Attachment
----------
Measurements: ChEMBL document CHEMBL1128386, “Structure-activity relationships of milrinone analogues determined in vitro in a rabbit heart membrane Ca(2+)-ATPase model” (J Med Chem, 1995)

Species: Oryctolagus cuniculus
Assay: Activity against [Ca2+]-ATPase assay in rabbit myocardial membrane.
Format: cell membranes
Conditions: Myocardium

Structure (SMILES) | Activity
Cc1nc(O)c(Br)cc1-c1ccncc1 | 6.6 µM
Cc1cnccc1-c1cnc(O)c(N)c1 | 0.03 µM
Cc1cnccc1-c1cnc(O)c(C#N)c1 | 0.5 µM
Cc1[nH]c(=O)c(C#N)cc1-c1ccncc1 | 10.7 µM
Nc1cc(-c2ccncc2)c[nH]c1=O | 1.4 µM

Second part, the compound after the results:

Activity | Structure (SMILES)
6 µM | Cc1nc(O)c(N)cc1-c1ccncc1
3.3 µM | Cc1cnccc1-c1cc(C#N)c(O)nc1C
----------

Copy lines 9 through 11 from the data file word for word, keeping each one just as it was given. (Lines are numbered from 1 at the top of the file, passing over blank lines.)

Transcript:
Cc1cnccc1-c1cnc(O)c(C#N)c1 | 0.5 µM
Cc1[nH]c(=O)c(C#N)cc1-c1ccncc1 | 10.7 µM
Nc1cc(-c2ccncc2)c[nH]c1=O | 1.4 µM